Server Name Indication
The Server Name Indication (SNI) application definition field is used to tell System TLS to provide limited SNI support for this application.
SNI, as defined by RFC 6066, allows TLS clients to provide to the TLS server the name of the server they are contacting. This function is used to facilitate secure connections to servers that host multiple 'virtual' servers at a single underlying network address. To use SNI in this way, as either the client or the server, gsk_attribute_set_buffer() must be used to configure SNI in the application.
If limited SNI support is needed, enter the fully qualified domain name (FQDN) for the server application. If not required, accept the default value of *NONE for the limited SNI support which does not override existing SNI application configuration.
If the application configures SNI information with gsk_attribute_set_buffer(), then the value that is set for this application definition field is appended to the end of that existing information. If the existing information is configured to be critical, then this value would also be critical. Critical means that if the client FQDN does not match a name in the server list, then the server generates a failure for the session negotiation. If no existing information exists, then the limited SNI support is not critical.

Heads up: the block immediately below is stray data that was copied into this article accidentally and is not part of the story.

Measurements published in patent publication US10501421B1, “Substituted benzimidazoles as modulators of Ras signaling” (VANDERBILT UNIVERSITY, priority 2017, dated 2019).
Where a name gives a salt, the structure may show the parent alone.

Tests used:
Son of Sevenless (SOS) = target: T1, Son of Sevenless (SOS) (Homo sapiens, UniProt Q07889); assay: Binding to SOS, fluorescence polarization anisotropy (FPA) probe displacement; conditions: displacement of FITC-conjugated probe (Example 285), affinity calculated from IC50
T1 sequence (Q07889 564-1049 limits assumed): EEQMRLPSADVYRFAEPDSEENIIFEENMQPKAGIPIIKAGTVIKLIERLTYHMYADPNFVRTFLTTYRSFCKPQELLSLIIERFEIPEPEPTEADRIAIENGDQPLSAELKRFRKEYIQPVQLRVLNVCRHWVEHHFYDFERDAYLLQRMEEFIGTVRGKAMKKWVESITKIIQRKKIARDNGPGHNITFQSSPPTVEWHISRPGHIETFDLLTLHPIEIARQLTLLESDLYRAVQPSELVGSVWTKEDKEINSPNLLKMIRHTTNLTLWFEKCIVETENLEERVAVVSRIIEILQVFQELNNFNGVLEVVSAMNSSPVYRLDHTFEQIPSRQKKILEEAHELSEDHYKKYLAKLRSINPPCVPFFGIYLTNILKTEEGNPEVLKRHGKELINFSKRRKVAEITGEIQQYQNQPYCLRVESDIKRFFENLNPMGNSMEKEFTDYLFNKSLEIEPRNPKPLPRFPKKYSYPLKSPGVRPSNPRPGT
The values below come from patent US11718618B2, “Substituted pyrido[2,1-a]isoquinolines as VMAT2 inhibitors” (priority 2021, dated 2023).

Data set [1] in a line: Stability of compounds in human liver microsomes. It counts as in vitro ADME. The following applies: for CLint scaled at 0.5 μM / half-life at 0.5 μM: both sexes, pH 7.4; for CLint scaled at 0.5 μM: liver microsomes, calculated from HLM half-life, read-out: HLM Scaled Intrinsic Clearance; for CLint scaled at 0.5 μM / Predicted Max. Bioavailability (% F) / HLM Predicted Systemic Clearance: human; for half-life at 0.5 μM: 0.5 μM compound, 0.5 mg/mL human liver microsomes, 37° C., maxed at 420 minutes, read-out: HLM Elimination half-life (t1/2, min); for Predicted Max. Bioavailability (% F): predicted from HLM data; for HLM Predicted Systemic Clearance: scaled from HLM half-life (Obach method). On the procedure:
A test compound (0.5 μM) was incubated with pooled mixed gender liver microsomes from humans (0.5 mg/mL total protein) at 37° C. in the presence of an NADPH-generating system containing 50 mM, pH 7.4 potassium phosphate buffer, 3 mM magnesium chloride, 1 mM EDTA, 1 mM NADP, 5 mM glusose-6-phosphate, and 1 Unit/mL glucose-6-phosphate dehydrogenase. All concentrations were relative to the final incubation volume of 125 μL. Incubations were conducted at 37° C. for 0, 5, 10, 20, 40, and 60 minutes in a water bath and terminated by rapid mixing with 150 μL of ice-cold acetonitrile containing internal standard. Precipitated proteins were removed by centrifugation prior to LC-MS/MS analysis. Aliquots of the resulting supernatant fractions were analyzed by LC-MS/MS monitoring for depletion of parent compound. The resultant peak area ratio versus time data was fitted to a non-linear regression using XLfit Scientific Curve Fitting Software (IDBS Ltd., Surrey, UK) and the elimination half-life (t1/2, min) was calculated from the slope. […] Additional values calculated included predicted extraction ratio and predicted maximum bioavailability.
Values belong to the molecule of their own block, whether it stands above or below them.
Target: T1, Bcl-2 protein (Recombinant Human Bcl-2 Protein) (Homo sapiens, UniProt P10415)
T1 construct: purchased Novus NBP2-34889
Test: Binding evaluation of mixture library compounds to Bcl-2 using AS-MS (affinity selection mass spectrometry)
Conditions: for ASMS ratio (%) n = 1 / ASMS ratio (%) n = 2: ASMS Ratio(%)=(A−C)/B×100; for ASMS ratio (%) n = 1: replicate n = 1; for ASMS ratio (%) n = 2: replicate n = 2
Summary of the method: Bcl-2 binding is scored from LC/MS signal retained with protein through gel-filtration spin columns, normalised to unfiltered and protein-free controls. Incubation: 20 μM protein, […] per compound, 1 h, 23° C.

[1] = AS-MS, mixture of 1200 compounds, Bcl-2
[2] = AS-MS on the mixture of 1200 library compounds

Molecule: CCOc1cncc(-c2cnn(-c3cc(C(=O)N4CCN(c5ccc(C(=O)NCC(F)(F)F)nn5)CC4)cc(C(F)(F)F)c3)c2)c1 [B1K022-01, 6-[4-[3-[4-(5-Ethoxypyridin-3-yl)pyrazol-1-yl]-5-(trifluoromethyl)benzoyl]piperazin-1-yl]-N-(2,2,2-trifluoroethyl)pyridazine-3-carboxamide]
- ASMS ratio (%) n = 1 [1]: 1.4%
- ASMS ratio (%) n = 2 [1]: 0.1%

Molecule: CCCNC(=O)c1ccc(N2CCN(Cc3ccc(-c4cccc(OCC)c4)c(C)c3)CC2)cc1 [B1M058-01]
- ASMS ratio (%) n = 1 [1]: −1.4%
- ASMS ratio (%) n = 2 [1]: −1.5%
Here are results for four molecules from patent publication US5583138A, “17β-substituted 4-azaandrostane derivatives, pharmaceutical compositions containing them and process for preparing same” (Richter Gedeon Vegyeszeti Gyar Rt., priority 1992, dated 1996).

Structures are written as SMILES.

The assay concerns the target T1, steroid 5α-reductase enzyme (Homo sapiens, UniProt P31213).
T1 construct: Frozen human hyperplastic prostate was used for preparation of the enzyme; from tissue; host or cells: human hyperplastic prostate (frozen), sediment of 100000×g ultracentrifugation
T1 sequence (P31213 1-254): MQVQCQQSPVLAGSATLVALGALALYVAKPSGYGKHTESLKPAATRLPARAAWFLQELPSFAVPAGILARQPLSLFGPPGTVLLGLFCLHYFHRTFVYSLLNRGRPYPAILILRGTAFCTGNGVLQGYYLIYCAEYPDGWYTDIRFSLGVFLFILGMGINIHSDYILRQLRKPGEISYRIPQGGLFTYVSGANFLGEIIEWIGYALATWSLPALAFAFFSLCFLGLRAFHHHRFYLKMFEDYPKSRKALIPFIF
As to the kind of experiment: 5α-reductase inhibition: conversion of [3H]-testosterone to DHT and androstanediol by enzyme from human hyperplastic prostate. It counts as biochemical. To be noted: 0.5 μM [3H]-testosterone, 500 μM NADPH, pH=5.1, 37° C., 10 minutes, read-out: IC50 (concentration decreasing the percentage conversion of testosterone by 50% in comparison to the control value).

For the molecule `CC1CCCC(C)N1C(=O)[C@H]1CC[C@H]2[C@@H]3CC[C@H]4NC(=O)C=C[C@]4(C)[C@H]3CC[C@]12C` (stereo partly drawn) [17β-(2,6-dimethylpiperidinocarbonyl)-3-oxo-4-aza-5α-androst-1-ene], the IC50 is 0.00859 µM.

A use case for setting the limited support SNI field: Your Company is contacted by a user of your services. The user has a new security requirement that all TLS servers they communicate with provide the server SNI acknowledgement. Your server is a simple server that is used for just one service with no need for virtual server configuration.
By setting the FQDN of the server, System TLS can send the SNI server acknowledgement if asked. The server certificate that is sent is the one assigned to the application definition. Nothing is changed from the server perspective, yet the peer client satisfied their requirement.
If the client requested FQDN does not match (because this field was not set or had a different value), no server SNI acknowledgment is sent. The server continues with handshake negotiation as if no SNI request was made. The client determines whether this condition is a critical error for the session negotiation.